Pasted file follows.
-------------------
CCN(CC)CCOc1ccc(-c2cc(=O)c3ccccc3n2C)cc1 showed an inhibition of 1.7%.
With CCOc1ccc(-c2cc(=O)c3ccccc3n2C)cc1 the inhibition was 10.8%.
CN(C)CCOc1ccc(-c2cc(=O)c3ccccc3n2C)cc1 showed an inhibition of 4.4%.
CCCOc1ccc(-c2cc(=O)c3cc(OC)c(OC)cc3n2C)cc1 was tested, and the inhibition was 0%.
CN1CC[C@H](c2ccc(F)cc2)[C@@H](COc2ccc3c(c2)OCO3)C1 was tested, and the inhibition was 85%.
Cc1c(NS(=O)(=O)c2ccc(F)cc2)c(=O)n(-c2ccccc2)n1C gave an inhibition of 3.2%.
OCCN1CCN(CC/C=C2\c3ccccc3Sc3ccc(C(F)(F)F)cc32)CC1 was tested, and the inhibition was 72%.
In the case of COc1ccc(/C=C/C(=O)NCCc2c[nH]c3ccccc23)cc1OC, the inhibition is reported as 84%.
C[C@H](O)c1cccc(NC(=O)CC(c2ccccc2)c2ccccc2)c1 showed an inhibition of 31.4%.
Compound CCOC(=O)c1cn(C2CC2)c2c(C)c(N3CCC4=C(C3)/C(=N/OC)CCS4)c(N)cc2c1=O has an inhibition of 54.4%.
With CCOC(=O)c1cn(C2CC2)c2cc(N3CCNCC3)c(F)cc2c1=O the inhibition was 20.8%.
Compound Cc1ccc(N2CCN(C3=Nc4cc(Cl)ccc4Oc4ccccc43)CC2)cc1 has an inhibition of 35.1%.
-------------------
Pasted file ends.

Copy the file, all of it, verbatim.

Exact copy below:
CCN(CC)CCOc1ccc(-c2cc(=O)c3ccccc3n2C)cc1 showed an inhibition of 1.7%.
With CCOc1ccc(-c2cc(=O)c3ccccc3n2C)cc1 the inhibition was 10.8%.
CN(C)CCOc1ccc(-c2cc(=O)c3ccccc3n2C)cc1 showed an inhibition of 4.4%.
CCCOc1ccc(-c2cc(=O)c3cc(OC)c(OC)cc3n2C)cc1 was tested, and the inhibition was 0%.
CN1CC[C@H](c2ccc(F)cc2)[C@@H](COc2ccc3c(c2)OCO3)C1 was tested, and the inhibition was 85%.
Cc1c(NS(=O)(=O)c2ccc(F)cc2)c(=O)n(-c2ccccc2)n1C gave an inhibition of 3.2%.
OCCN1CCN(CC/C=C2\c3ccccc3Sc3ccc(C(F)(F)F)cc32)CC1 was tested, and the inhibition was 72%.
In the case of COc1ccc(/C=C/C(=O)NCCc2c[nH]c3ccccc23)cc1OC, the inhibition is reported as 84%.
C[C@H](O)c1cccc(NC(=O)CC(c2ccccc2)c2ccccc2)c1 showed an inhibition of 31.4%.
Compound CCOC(=O)c1cn(C2CC2)c2c(C)c(N3CCC4=C(C3)/C(=N/OC)CCS4)c(N)cc2c1=O has an inhibition of 54.4%.
With CCOC(=O)c1cn(C2CC2)c2cc(N3CCNCC3)c(F)cc2c1=O the inhibition was 20.8%.
Compound Cc1ccc(N2CCN(C3=Nc4cc(Cl)ccc4Oc4ccccc43)CC2)cc1 has an inhibition of 35.1%.